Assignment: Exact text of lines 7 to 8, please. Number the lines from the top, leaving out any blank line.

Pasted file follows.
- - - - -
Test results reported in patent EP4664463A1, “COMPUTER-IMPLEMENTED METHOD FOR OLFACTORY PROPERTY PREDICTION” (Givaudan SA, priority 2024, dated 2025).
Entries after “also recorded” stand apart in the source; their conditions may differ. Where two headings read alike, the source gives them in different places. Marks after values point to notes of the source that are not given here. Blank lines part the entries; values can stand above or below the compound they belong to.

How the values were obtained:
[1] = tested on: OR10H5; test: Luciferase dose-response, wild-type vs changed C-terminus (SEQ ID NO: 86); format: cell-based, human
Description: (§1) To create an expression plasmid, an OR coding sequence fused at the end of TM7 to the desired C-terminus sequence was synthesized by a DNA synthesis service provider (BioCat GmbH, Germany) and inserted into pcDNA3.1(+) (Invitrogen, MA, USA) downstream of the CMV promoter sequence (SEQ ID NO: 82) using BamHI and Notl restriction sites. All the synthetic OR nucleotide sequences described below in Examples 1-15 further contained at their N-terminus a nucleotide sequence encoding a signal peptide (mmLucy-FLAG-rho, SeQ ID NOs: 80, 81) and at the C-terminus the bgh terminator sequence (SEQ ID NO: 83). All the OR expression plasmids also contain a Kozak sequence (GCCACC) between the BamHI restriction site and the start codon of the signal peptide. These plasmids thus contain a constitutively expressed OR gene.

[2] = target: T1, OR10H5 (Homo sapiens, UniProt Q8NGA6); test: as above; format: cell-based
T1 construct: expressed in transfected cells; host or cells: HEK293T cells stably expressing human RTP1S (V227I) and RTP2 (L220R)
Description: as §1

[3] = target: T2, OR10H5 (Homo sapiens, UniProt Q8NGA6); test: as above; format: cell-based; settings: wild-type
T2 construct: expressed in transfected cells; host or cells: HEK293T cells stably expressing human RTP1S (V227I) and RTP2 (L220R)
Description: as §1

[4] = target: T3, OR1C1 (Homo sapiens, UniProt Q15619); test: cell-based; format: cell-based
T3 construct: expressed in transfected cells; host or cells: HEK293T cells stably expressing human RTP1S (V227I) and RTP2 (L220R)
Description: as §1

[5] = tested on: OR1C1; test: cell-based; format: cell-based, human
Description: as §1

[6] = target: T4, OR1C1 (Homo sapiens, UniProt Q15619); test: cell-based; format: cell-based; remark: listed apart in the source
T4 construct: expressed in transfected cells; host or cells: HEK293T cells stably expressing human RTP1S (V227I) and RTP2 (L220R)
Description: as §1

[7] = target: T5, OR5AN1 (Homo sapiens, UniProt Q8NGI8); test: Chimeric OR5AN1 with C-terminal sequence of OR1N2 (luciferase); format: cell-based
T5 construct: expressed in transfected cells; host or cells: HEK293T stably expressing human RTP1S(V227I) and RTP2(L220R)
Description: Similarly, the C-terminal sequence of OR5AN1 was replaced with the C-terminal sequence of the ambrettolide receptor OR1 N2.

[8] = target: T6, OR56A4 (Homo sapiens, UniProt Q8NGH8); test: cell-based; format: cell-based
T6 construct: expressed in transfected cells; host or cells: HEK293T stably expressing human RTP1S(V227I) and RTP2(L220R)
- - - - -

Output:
T1 construct: expressed in transfected cells; host or cells: HEK293T cells stably expressing human RTP1S (V227I) and RTP2 (L220R)
Description: as §1